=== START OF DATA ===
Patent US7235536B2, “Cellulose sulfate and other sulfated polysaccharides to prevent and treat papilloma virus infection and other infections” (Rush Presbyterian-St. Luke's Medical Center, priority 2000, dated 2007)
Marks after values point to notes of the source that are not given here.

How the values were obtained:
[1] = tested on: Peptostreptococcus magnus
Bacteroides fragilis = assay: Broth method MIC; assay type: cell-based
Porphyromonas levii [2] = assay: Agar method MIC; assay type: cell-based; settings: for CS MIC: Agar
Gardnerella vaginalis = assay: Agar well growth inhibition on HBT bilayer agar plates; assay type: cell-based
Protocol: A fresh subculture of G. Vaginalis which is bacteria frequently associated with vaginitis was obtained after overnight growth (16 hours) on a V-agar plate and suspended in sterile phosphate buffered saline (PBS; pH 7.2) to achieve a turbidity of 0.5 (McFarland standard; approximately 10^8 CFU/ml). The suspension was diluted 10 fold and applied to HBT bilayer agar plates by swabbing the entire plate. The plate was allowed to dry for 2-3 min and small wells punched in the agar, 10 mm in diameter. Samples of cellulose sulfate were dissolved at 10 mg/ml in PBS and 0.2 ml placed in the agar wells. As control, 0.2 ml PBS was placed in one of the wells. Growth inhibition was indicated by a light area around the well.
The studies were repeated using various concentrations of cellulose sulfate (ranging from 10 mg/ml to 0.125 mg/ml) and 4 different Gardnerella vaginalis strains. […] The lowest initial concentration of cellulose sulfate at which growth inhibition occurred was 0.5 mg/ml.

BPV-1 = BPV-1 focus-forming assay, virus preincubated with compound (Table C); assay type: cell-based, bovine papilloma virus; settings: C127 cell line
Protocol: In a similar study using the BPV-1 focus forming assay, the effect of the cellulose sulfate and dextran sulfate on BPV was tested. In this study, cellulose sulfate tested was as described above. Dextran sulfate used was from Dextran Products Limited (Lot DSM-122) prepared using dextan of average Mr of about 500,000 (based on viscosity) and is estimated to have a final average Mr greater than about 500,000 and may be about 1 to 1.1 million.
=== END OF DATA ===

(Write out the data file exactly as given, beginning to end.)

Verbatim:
Patent US7235536B2, “Cellulose sulfate and other sulfated polysaccharides to prevent and treat papilloma virus infection and other infections” (Rush Presbyterian-St. Luke's Medical Center, priority 2000, dated 2007)
Marks after values point to notes of the source that are not given here.

How the values were obtained:
[1] = tested on: Peptostreptococcus magnus
Bacteroides fragilis = assay: Broth method MIC; assay type: cell-based
Porphyromonas levii [2] = assay: Agar method MIC; assay type: cell-based; settings: for CS MIC: Agar
Gardnerella vaginalis = assay: Agar well growth inhibition on HBT bilayer agar plates; assay type: cell-based
Protocol: A fresh subculture of G. Vaginalis which is bacteria frequently associated with vaginitis was obtained after overnight growth (16 hours) on a V-agar plate and suspended in sterile phosphate buffered saline (PBS; pH 7.2) to achieve a turbidity of 0.5 (McFarland standard; approximately 10^8 CFU/ml). The suspension was diluted 10 fold and applied to HBT bilayer agar plates by swabbing the entire plate. The plate was allowed to dry for 2-3 min and small wells punched in the agar, 10 mm in diameter. Samples of cellulose sulfate were dissolved at 10 mg/ml in PBS and 0.2 ml placed in the agar wells. As control, 0.2 ml PBS was placed in one of the wells. Growth inhibition was indicated by a light area around the well.
The studies were repeated using various concentrations of cellulose sulfate (ranging from 10 mg/ml to 0.125 mg/ml) and 4 different Gardnerella vaginalis strains. […] The lowest initial concentration of cellulose sulfate at which growth inhibition occurred was 0.5 mg/ml.

BPV-1 = BPV-1 focus-forming assay, virus preincubated with compound (Table C); assay type: cell-based, bovine papilloma virus; settings: C127 cell line
Protocol: In a similar study using the BPV-1 focus forming assay, the effect of the cellulose sulfate and dextran sulfate on BPV was tested. In this study, cellulose sulfate tested was as described above. Dextran sulfate used was from Dextran Products Limited (Lot DSM-122) prepared using dextan of average Mr of about 500,000 (based on viscosity) and is estimated to have a final average Mr greater than about 500,000 and may be about 1 to 1.1 million.